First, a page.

In this post in 2010, «Louis» asked you to guess what this car is. As you learned at the time, it is a modern interpretation of a 1934 Packard Twelve that Packard never built, a LeBaron boat tail fastback, built by noted Packard restorer, Fran Roxas.
Roxas, appropriately enough, called his creation the Myth. «Louis» learned that this hand-built car was to be auctioned at Monterey, California on the weekend of the famous Pebble Beach Concours in 2010. So, «Louis» et Mme la Vache drove the Vachemobile to Monterey and were able to see the Myth for real!
The car is stunning. The craftsmanship is simply amazing. The car looks low in the photographs - and it is! It is only 54" high. Anyone over 6' tall would not only have trouble getting in to the car, they would feel rather cramped once inside. Nonetheless, the interior is elegant in its simplicity. It is fitted with a genunie Packard Twelve steering wheel and instrument panel. Custom made fitted leather luggage resides behind the seats.
«Louis» was in hopes he would be able hear the engine, but that was not to be. The Packard V-12 displaced 445 cubic inches, but Roxas punched this engine out to 500 cubic inches. Enzo Ferrari admired the Packard V-12 and patterned his own V-12 to a degree after the Packard engine. (The difference being the Packard is a long-stroke engine, designed to produce a lot of torque and silky-smooth operation. Ferrari's design opted for horsepower and high-revs over torque and smoothness.) As a tip of the hat to Ferrrari, Roxas fitted the twelve in the Myth with three two-barrel Weber carburetors as Ferrari used on many of his engines. Roxas also gave the Myth a Ferrari-like exhaust note.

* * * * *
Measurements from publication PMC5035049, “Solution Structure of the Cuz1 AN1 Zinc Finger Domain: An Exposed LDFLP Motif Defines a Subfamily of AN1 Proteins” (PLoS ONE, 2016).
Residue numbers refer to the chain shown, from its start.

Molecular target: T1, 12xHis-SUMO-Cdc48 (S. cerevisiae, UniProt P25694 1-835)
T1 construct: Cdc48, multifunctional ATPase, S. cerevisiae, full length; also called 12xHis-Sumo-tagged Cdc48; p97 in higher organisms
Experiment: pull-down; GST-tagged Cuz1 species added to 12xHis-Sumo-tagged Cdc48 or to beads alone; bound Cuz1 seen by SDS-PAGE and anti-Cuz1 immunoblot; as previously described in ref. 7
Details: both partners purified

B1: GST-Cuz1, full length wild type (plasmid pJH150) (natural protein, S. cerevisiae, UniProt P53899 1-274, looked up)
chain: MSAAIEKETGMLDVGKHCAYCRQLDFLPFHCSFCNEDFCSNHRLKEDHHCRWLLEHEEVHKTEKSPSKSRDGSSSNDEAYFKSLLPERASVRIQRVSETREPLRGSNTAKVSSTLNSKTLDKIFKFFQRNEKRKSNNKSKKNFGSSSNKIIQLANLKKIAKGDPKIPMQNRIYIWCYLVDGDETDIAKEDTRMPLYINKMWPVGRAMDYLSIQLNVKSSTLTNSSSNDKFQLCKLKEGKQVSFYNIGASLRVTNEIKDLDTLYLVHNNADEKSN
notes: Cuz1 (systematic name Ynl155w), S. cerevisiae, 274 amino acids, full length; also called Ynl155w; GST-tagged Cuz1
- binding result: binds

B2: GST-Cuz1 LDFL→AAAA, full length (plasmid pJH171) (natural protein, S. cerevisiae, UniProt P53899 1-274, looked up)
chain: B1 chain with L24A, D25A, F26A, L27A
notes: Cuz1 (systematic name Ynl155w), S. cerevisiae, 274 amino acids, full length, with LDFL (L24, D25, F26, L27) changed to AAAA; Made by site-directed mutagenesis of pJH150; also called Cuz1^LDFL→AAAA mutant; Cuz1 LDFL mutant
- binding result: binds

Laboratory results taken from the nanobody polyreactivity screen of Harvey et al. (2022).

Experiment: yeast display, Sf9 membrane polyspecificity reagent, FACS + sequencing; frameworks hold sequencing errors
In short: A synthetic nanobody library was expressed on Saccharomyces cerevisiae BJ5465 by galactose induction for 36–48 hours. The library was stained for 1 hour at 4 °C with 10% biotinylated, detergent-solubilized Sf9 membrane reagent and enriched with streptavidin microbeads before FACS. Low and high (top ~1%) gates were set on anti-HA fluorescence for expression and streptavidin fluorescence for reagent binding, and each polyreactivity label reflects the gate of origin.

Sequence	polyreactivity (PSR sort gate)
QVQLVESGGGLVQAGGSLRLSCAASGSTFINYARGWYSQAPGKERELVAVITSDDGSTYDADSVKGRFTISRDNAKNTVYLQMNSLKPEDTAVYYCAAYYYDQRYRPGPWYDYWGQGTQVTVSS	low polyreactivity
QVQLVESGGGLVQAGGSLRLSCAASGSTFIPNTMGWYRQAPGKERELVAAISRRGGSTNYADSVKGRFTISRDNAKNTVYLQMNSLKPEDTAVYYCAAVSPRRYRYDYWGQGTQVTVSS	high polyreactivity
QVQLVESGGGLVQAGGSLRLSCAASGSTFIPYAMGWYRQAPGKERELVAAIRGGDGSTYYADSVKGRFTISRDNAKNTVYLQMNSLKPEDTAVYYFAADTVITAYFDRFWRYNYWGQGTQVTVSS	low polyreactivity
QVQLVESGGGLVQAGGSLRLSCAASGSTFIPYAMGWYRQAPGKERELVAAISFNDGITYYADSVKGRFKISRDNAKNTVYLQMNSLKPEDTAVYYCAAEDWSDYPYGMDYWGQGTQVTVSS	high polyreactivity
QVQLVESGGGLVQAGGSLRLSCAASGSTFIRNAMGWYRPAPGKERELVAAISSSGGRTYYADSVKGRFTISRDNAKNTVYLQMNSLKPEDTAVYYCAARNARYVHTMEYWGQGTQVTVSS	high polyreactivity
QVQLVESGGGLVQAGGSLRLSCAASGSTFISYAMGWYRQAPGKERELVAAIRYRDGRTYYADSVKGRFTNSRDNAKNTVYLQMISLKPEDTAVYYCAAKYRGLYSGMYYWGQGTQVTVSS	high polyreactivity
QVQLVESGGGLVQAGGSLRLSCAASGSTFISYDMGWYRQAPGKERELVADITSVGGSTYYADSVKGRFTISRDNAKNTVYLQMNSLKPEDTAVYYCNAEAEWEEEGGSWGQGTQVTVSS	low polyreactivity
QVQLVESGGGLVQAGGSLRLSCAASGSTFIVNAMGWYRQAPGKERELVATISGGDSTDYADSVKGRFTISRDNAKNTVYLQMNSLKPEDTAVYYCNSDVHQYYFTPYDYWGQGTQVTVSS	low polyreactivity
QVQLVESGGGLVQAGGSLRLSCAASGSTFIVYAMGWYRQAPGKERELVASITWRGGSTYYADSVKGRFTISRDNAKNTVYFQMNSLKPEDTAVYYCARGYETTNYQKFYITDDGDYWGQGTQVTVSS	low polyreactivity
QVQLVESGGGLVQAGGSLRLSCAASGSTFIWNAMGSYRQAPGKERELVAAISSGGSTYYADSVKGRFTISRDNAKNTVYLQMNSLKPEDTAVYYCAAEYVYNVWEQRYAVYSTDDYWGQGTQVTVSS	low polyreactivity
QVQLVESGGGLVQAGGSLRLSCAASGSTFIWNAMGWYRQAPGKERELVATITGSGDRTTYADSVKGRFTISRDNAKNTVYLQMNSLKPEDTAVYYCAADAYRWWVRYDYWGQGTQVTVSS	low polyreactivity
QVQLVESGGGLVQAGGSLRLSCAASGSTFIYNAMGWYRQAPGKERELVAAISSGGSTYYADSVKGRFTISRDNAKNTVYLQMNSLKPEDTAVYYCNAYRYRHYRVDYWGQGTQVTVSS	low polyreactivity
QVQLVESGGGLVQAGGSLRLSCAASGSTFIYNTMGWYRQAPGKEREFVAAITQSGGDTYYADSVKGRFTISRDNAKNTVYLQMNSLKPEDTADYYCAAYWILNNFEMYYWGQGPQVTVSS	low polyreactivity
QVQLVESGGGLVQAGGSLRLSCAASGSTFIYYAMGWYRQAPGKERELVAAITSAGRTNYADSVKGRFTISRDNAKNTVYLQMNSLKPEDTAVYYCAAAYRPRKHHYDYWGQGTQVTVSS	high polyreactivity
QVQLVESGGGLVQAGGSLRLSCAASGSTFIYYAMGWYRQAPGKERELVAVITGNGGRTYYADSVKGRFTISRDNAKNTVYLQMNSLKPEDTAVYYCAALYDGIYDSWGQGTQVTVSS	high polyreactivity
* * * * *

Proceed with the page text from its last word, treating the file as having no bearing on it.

«Louis'» was quite taken with this car, but he does have some reservations about its execution. As noted in the original post, Roxas had asked the late Strother McMinn, a famed car stylist, to sketch what the LeBaron-bodied car Packard didn't build might look like. (Packard offered a LeBaron bodied Twelve four door dual-cowl Phaeton, a LeBaron boat tail convertible, and a LeBaron fast back coupe - but there was no fast back boat tail body. McMinn's design was true to the Packard concept of sporty elegance in these LeBaron bodied cars. And there's the rub «Louis» has with Roxas' undeniably amazing creation. The Myth was not built true to McMinn's design. Rather McMinn's design was a starting point. As built, the Myth could have been done by a Southern California chop shop, and as such, has more of a hot rod influence, the polar opposite of the sporty elegance Packard's LeBaron-bodied cars achieved. Packards weren't about hot rods. They were about making a quite, bespoke statement that the owner "had arrived"; sporty Packards were Harris Tweed sport coats woven of fine Scottish wool, not Southern California t-shirts and duck tail hair cuts, slicked back with Brylcreem...